New Commercial Bid Formula

Discussion in 'Lawn Mowing' started by Dave Feder, Mar 26, 2002.

  1. Dave Feder

    Dave Feder LawnSite Member
    Posts: 5

    Well I am tired of losing out to low ballers that seem to be quite a bit less in their pricing. I have lost out on several commercial bids this year so I have revised by bidding formula.

    What ever I think the price should be / 2 = bid Price
    ($100 / 2 = $50).

    :D

    I obviously seem to be too high priced and maybe this will get me a few jobs! Let me know if I should start using this formula.

    :angry:
     
  2. LAWNS AND MOWER

    LAWNS AND MOWER LawnSite Bronze Member
    Posts: 1,129

    How about this formula.

    What you think the price should be times 2 then divide by 2.

    Example-- $50 x 2 = $100 then divide by 2 and you get $50!!!

    LAWNS AND MOWER
     
  3. thelawnguy

    thelawnguy LawnSite Silver Member
    Posts: 2,412

    I'll sub out all my jobs to you...have at it!

    Seriously I think the big problem with being lowballed is that the guys being beaten out of the bids are taking the liberty of adding in services not in the bid request. Why include trimming and edging if the bid doesn't spell it out? Bid only on what is required, once you get the contract add in the extras later. Thats how its done around here anyways...
     
  4. fastrunner

    fastrunner LawnSite Member
    Posts: 96

    i Know where you are coming from. Dont get to upset..... This commercial property that i just bid,,, i thought it was worth a good $130.00 bucks,, so i said,, ah ill bid $110.00 then i will get it for sure.... NOPE. Some guy same in there and bid $75.00 It really sucks when you are tring to make a living in the business and some scrub comes in with a craftsman lawn mower and gets the job even though he does a crappy job.. And he will probably still make great profit, cause his only overhead will be the gas that he is burning!!:angry:
     
  5. Ground Master

    Ground Master LawnSite Senior Member
    Posts: 505

    Fastrunner, not trying to argue with you here, but thats how the cycle starts...you thought it was worth 130 and bid 110........maybe the guy that bid 75 also thought it was worth 130 and really wanted to get that job for some reason.

    I don't agree with him bidding 75 if it was worth 130 , but you bid less to get the job yourself and you were outbid.

    I remember years ago bidding on the local library lawn maintenance project. 15 different bids came in ranging from 750 a month to 3500 a month.......it was a joke......but, what do you do?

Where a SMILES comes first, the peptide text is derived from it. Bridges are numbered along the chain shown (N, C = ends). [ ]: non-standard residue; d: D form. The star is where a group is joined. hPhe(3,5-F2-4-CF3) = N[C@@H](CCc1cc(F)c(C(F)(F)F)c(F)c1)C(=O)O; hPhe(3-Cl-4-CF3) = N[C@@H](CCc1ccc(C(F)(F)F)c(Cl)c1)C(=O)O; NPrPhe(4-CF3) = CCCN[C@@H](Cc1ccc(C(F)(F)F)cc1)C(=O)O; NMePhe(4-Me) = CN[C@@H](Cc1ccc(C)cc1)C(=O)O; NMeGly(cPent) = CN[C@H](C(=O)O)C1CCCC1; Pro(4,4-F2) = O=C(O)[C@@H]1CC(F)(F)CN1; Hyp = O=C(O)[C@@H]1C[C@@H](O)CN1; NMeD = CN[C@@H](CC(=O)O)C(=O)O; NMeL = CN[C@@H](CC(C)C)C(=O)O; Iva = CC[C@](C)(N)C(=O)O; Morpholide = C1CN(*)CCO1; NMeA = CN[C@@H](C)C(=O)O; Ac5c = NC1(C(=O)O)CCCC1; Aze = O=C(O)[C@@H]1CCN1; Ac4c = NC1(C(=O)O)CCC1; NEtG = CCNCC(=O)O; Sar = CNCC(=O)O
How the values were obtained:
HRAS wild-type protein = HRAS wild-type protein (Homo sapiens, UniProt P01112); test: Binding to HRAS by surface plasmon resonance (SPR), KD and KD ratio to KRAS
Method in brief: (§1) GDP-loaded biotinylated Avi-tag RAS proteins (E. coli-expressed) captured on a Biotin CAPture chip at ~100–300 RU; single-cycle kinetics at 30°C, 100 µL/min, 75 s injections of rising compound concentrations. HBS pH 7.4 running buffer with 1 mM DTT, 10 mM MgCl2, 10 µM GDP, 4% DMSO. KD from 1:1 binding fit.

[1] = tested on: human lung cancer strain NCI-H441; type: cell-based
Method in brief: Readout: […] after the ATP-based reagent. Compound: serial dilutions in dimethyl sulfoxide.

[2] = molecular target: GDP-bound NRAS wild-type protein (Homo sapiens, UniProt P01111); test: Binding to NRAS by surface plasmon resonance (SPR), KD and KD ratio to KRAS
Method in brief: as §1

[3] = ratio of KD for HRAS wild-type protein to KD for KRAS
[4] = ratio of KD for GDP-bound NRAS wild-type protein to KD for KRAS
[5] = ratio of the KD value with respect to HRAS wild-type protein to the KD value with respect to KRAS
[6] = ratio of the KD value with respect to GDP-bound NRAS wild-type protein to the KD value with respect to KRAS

6. beck

    beck LawnSite Senior Member
    Posts: 433

    I saw a bid sheet for a certain city to maintain all of their parks. I forget all of the specifics except some pricing.

    low end $45,000
    high end $450,000
    most fell into the 2XX,XXX range
     
  7. Propdoc

    Propdoc LawnSite Member
    Posts: 48

    Just wondering but I thought that commercial properties generally want some type of insurance, license, and a tax ID#. I really don't see how these guys can afford to make these suicidal bids and stay in business. Seems to me that they have to make at least some of the same commitments as everyone else. Or do they?
     
  8. kris

    kris LawnSite Bronze Member
    from nowhere
    Posts: 1,578

    The lawnguy has a point ...don't add anything extra ... What really pisses me off is when they dont give you any specs ... then your basicaly trusting that they will compare apples to apples.
    Other contracts I have come across ask too much... watering a property that isnt irrigated... how am i supposed to quote that??? Top dress or sod any bad areas...just really vague requests ... I added in my own stuff to there 40 page contract...water truck$85.00 / hr etc etc ...
    I am learning really fast that the only way to make any money ( for us ) is to go after the customers that will pay for quality and will pay the price we demand for it. We do have commercial accounts like that .... they dont shop around.
    There are some companys you will never out bid...they go for major volume...small margins ... Thats not for us ... Construction is our main stay.
     
  9. I MOW ALONE

    I MOW ALONE LawnSite Bronze Member
    Posts: 1,912

    i,d like to know how some of you guys find out what a contract goes for after you have bid on it and didnt get it just would like to know thanks in advance
     
  10. kris

    kris LawnSite Bronze Member
    from nowhere
    Posts: 1,578

    Unless it's a public tender then I dont find out... usually its a comment like "your way to high" ...cant hurt to ask them. Most times I dont care what it went for if I didnt get it... our price is our price .
     

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